Cushing’s disease in dogs, also known as HyperA or Hyperadenocorticism, is a relatively common hormonal disease of older dogs. It occurs rarely in cats. There are two main types of Cushing’s disease in dogs, pituitary-dependent and adrenal-dependent. In both types, the main cause of the clinical signs is too much cortisol production in the adrenal glands.
The clinical signs of Cushing’s disease in dogs are numerous and varied, some dogs only have one or two signs, others have many. This can sometimes make it hard to diagnose. Common signs are:
- Drinking and urinating increased amounts
- Increased appetite
- Pot-bellied appearance
- Thin haircoat
- Thinning skin, sometimes with firm areas of mineralisation
- Less commonly, shaking and muscle weakness or mental dullness
The clinical signs can be very subtle in the beginning and progress over weeks to months. It is a slow insidious disease.
There are other diseases that can cause similar signs, such as diabetes, low thyroid levels, liver disease or heart disease and so tests are required to differentiate between these diseases. Diagnosis of Cushing’s disease in dogs requires blood tests, often combined with an abdominal ultrasound. Treatment options vary and may include medications such as mitotane or trilostane. In some cases, surgery is an option. Our team of veterinary specialists at Centre for Animal Referral and Emergency have many years of experience in treating Cushing’s disease in dogs. In particular, Dr. Sophie Haynes, our internal medicine specialist, regularly deals with all types of endocrine diseases in dogs and cats.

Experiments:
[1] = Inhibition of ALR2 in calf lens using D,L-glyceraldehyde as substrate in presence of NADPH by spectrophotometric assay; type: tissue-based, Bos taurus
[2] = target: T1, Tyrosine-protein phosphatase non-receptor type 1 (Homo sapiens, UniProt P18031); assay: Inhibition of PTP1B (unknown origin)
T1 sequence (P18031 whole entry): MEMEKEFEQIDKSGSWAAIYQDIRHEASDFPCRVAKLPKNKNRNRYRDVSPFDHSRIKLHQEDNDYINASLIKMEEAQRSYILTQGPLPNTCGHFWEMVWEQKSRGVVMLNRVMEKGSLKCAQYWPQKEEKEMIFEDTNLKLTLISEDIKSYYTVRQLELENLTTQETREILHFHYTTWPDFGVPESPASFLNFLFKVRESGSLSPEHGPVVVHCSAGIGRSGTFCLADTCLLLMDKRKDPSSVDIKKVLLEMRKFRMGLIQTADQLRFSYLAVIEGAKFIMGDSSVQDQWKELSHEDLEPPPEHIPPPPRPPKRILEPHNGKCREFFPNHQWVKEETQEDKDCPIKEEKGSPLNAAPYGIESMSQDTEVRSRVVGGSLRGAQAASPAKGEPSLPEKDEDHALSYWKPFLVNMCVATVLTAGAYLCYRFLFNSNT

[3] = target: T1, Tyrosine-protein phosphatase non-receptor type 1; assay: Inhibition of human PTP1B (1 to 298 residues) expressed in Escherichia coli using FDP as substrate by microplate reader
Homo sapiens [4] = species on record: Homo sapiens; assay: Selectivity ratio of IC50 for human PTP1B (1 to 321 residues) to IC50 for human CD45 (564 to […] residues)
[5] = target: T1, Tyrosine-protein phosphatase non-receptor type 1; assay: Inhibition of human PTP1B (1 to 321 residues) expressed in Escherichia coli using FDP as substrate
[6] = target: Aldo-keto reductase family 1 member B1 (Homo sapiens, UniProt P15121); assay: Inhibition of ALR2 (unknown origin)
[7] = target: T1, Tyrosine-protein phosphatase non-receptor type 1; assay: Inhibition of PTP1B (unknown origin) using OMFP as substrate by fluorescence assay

With the right treatment and monitoring, the prognosis for Cushing’s disease is good, with many dogs living a good quality life for years.